The international outcry at a Libyan court's decision last month (19 December) to sentence six health workers to death has incensed the Libyan government, prompting accusations of 'dangerous' Western political interference.
But politicians have played a small part in the protest, which has been largely driven by the international scientific community — a neutral body that defends universal and fundamental values, says an editorial in Nature.
These include the basic right to a fair trial, where scientific evidence is taken into account.
But other issues must also be considered, says the editorial. For example, it calls on the international community to strengthen efforts to help treat HIV-infected children in Libya, reiterating the humanitarian value of alleviating this problem.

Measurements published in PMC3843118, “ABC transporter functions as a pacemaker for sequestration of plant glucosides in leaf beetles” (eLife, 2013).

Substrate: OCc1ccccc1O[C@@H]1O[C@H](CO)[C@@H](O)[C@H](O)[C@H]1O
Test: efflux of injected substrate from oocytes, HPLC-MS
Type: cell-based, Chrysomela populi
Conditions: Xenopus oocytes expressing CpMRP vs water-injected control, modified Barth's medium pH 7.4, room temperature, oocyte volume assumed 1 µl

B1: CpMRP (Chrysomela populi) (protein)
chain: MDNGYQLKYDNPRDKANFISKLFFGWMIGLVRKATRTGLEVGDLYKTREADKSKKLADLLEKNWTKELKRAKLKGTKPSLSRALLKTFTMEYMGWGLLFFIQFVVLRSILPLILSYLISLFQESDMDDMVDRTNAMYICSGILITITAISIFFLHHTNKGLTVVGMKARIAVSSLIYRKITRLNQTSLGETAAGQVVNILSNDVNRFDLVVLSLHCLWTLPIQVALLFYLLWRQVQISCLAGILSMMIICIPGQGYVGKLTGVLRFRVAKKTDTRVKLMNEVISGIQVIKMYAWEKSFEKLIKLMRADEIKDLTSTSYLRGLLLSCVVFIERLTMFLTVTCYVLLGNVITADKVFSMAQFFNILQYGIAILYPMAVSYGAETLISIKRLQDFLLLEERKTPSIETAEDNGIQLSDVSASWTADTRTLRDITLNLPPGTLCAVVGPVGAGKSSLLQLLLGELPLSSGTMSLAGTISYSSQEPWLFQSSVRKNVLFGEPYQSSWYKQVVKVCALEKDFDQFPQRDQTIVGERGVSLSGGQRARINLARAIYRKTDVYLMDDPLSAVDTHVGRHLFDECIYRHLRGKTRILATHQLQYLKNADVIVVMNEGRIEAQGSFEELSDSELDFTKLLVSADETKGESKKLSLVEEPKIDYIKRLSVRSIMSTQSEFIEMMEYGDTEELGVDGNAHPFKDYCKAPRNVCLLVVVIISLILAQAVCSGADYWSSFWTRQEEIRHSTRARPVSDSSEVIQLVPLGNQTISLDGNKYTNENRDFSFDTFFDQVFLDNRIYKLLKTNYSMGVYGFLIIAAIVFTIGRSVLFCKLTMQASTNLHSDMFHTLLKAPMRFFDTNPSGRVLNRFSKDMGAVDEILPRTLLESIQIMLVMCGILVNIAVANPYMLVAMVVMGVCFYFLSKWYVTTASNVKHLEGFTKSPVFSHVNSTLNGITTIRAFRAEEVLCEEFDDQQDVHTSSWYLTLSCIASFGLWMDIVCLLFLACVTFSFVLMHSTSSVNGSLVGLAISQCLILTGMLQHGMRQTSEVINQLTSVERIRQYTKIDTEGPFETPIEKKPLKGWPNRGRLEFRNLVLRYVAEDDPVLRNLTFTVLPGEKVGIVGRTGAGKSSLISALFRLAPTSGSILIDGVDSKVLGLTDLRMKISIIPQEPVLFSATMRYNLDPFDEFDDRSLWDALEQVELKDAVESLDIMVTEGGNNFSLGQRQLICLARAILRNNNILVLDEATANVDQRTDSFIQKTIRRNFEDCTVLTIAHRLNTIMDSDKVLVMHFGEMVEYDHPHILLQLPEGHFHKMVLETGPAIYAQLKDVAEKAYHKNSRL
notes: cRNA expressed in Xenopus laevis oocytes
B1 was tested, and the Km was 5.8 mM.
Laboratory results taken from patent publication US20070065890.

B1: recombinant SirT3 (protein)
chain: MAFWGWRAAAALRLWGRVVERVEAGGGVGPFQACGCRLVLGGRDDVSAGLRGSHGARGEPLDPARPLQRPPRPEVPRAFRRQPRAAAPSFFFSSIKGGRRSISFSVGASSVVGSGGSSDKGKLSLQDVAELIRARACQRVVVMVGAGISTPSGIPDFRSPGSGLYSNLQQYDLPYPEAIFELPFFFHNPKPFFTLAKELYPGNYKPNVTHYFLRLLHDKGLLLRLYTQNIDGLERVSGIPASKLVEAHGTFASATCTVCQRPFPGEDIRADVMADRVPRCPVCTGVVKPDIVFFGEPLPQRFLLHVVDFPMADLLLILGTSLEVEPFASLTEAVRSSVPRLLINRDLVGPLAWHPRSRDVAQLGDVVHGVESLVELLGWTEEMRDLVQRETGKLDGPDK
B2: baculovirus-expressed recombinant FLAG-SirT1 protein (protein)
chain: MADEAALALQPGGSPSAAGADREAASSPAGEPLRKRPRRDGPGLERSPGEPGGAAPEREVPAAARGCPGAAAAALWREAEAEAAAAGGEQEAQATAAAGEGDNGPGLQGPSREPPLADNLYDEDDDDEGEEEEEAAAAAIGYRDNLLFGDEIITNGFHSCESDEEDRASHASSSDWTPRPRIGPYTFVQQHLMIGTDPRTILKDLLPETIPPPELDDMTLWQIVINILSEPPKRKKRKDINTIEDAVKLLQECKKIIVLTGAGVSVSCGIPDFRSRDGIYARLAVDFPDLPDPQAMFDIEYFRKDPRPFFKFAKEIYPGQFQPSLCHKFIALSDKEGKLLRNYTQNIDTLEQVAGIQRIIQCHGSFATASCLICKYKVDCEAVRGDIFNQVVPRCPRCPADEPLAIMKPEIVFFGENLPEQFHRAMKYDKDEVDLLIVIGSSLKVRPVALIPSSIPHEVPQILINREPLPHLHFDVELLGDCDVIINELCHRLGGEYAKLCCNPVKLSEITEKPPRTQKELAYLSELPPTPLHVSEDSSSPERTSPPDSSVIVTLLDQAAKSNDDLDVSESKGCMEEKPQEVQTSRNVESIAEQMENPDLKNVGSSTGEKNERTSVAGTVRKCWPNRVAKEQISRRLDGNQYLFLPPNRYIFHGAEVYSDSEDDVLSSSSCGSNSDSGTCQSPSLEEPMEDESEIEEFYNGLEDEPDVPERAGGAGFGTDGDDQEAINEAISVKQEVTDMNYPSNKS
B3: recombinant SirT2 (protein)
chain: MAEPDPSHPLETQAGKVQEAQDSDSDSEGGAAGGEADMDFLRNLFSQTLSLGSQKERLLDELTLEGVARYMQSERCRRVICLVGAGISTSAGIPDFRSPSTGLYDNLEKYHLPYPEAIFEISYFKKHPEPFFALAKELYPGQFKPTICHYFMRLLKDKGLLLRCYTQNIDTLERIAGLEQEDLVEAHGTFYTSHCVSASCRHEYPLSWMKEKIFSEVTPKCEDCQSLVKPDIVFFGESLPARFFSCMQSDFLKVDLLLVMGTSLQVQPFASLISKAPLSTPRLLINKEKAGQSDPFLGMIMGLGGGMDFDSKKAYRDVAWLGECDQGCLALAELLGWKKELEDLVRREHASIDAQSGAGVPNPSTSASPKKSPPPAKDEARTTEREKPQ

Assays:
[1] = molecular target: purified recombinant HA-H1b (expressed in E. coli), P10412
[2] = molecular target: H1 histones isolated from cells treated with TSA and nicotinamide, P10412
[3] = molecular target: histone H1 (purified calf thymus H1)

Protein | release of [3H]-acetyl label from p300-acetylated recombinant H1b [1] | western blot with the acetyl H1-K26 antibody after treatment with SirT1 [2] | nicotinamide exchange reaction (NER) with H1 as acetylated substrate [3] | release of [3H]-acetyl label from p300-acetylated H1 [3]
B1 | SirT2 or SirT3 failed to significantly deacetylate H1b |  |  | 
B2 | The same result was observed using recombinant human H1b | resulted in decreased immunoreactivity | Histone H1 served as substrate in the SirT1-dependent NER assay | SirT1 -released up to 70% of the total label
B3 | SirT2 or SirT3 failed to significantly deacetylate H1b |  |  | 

It also highlights the lack of internationally recognised precautions to make treatment procedures safer. Everyone has a right to safe health care, says the editorial, yet many nations have inadequate resources and are forced to re-use medical supplies, increasing the risk of widespread HIV infection.Link to full editorial in Nature